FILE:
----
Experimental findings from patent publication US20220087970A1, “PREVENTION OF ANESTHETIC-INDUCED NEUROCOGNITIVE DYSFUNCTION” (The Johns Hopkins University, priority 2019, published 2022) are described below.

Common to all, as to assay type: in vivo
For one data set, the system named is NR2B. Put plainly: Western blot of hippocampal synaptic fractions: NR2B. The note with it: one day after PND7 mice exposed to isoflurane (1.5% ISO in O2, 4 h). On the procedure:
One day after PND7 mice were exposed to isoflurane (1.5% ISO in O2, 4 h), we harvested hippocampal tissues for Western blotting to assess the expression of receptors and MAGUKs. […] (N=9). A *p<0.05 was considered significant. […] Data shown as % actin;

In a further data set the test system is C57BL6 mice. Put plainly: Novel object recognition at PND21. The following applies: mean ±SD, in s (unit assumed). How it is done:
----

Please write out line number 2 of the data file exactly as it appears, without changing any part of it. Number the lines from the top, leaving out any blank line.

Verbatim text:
Common to all, as to assay type: in vivo